SOCIAL RESERVATION FEELS LIKE HOME

Roaming through Addis Ababa during orientation week of the IFP, I was often reminded of my first international development internship in Dhaka, Bangladesh four years ago. I suppose some sights, smells, and sounds are commonplace in developing cities: bamboo scaffolding supporting cement buildings frames; small piles of trash burning along residential roads; roosters from neighboring slums crowing at daybreak. Around the world, urban poverty manifests itself through similar physical traits. While these resemblances are easily recognizable in Addis, my comfort level here reaches far beyond what I felt in Dhaka. Addis air doesn’t scratch my throat with every inhalation. Almost no beggars suffer from disfigurement or maiming. Even public transportation, usually shared minivans, seems safer than shaky rickshaws.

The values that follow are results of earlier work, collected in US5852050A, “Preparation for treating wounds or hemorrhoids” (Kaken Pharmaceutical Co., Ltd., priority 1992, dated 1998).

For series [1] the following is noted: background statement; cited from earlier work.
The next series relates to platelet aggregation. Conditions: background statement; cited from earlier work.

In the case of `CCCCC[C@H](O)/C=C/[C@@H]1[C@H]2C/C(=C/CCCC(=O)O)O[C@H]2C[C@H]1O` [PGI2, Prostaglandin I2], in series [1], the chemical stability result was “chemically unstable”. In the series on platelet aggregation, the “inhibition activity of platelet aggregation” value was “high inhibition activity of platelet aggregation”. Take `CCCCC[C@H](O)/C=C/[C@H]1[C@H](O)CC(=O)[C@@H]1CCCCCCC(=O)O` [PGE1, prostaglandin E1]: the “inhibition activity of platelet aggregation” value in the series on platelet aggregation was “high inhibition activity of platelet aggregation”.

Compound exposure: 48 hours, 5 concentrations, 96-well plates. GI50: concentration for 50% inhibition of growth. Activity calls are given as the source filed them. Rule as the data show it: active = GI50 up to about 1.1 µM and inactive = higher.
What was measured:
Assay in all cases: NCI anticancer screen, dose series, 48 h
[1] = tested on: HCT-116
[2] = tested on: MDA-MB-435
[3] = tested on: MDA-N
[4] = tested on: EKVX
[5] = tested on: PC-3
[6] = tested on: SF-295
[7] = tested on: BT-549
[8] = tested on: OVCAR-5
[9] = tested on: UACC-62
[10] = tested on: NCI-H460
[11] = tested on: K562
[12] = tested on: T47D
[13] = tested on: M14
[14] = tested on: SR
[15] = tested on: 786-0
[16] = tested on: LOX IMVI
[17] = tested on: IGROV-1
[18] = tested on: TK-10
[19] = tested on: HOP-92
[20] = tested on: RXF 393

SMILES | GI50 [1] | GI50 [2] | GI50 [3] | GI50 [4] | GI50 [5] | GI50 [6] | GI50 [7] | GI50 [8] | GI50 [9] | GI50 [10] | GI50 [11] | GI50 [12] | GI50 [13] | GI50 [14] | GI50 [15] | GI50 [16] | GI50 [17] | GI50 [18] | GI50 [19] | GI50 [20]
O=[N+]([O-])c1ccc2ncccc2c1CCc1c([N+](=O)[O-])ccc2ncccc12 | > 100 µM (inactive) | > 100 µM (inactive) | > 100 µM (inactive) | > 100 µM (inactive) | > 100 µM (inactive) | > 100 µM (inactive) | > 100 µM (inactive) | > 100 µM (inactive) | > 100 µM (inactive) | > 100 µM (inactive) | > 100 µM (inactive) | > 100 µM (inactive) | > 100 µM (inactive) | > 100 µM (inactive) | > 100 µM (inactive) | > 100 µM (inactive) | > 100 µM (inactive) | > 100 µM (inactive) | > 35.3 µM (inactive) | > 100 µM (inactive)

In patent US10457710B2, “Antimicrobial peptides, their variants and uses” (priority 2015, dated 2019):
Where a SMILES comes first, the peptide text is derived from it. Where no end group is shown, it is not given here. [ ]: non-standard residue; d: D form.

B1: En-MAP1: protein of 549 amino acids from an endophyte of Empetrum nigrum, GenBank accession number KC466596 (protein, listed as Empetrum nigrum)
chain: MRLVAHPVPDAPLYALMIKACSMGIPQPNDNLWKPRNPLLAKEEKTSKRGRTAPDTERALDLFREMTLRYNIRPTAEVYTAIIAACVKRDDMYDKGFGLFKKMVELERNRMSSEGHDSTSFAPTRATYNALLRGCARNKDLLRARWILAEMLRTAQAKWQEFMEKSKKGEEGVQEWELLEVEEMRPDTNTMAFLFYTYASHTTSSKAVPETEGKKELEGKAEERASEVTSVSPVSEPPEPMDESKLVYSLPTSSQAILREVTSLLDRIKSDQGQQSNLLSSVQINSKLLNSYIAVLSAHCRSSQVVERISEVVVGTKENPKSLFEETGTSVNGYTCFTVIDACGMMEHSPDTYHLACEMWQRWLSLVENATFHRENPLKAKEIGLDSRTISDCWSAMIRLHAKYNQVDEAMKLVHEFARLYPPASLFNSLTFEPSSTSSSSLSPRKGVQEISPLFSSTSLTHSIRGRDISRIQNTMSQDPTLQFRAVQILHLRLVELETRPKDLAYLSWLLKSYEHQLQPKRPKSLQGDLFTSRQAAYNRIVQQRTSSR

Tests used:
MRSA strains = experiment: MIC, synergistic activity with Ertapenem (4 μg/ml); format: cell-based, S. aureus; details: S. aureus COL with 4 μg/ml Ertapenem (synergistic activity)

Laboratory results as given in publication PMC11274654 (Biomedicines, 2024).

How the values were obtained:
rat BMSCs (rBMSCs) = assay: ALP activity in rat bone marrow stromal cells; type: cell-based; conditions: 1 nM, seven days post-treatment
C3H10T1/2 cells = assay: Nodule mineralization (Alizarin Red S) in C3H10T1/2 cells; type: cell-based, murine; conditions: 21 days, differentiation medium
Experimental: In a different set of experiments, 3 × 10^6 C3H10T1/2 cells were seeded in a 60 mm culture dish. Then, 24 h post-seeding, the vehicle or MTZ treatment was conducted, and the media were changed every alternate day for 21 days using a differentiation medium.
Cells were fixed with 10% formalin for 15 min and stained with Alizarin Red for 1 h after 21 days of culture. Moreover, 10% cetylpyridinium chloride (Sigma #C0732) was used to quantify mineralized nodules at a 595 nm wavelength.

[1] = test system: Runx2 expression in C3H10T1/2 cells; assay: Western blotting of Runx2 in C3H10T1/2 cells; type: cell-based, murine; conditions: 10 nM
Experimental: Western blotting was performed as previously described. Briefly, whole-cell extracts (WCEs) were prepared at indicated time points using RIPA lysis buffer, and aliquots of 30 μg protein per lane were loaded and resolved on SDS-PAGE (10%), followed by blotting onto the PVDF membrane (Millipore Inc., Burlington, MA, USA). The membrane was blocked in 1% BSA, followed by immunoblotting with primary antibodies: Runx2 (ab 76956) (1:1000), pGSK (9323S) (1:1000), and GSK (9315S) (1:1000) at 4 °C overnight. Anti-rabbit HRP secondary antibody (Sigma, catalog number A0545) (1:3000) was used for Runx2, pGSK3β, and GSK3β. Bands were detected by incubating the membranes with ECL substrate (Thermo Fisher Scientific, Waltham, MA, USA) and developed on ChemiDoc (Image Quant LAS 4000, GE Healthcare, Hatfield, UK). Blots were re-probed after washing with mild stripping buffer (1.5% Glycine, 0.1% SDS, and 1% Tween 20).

Perhaps the most appreciated improvement in daily life, especially for a Westerner living in the upscale neighborhood of a poor city, comes from treatment by the locals. Bangladeshis were unabashedly curious about foreigners. They stared intently and sometimes snapped cellphone pictures as we crossed paths. Ethiopians welcome newcomers with friendly greetings, but generally focus their eyes ahead towards their destination. For a native New Yorker who walks fast and impassively, the social reservation feels like home.

Over the next two months I will continue to be awestruck by sandal-clad construction workers, barely averted traffic collisions, and goats herded along city highways but will take solace knowing that I myself shock nobody. Without the worry of disapproval by my new neighbors, all that remains is settling into another routine.

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